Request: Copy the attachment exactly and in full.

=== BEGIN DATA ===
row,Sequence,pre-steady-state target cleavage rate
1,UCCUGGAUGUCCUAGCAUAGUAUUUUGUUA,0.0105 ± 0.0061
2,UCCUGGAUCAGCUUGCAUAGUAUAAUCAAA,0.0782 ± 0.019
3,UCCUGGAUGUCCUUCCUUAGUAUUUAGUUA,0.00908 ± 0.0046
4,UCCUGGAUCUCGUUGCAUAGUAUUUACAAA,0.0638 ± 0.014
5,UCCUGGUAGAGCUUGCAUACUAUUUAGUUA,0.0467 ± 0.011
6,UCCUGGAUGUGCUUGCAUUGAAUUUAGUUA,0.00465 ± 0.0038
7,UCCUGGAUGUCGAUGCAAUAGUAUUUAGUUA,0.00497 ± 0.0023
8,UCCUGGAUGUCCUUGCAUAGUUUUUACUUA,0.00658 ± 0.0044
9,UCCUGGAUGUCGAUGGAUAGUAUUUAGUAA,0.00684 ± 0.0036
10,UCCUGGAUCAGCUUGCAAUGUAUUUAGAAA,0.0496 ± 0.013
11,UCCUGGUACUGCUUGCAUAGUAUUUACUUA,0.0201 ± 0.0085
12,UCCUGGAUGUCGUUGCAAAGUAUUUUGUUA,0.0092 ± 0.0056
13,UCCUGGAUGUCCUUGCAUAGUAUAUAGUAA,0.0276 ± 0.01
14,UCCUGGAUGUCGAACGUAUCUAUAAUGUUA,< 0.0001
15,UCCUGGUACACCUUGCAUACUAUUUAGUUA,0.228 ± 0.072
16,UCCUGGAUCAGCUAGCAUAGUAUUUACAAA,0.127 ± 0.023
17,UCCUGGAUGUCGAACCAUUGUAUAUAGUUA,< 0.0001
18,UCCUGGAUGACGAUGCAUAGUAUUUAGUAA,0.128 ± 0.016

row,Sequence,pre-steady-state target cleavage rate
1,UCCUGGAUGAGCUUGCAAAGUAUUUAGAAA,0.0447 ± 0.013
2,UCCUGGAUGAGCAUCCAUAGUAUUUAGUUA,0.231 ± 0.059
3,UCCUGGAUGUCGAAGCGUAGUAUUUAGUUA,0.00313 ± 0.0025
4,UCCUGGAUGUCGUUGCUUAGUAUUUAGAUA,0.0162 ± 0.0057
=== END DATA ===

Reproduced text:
row,Sequence,pre-steady-state target cleavage rate
1,UCCUGGAUGUCCUAGCAUAGUAUUUUGUUA,0.0105 ± 0.0061
2,UCCUGGAUCAGCUUGCAUAGUAUAAUCAAA,0.0782 ± 0.019
3,UCCUGGAUGUCCUUCCUUAGUAUUUAGUUA,0.00908 ± 0.0046
4,UCCUGGAUCUCGUUGCAUAGUAUUUACAAA,0.0638 ± 0.014
5,UCCUGGUAGAGCUUGCAUACUAUUUAGUUA,0.0467 ± 0.011
6,UCCUGGAUGUGCUUGCAUUGAAUUUAGUUA,0.00465 ± 0.0038
7,UCCUGGAUGUCGAUGCAAUAGUAUUUAGUUA,0.00497 ± 0.0023
8,UCCUGGAUGUCCUUGCAUAGUUUUUACUUA,0.00658 ± 0.0044
9,UCCUGGAUGUCGAUGGAUAGUAUUUAGUAA,0.00684 ± 0.0036
10,UCCUGGAUCAGCUUGCAAUGUAUUUAGAAA,0.0496 ± 0.013
11,UCCUGGUACUGCUUGCAUAGUAUUUACUUA,0.0201 ± 0.0085
12,UCCUGGAUGUCGUUGCAAAGUAUUUUGUUA,0.0092 ± 0.0056
13,UCCUGGAUGUCCUUGCAUAGUAUAUAGUAA,0.0276 ± 0.01
14,UCCUGGAUGUCGAACGUAUCUAUAAUGUUA,< 0.0001
15,UCCUGGUACACCUUGCAUACUAUUUAGUUA,0.228 ± 0.072
16,UCCUGGAUCAGCUAGCAUAGUAUUUACAAA,0.127 ± 0.023
17,UCCUGGAUGUCGAACCAUUGUAUAUAGUUA,< 0.0001
18,UCCUGGAUGACGAUGCAUAGUAUUUAGUAA,0.128 ± 0.016

row,Sequence,pre-steady-state target cleavage rate
1,UCCUGGAUGAGCUUGCAAAGUAUUUAGAAA,0.0447 ± 0.013
2,UCCUGGAUGAGCAUCCAUAGUAUUUAGUUA,0.231 ± 0.059
3,UCCUGGAUGUCGAAGCGUAGUAUUUAGUUA,0.00313 ± 0.0025
4,UCCUGGAUGUCGUUGCUUAGUAUUUAGAUA,0.0162 ± 0.0057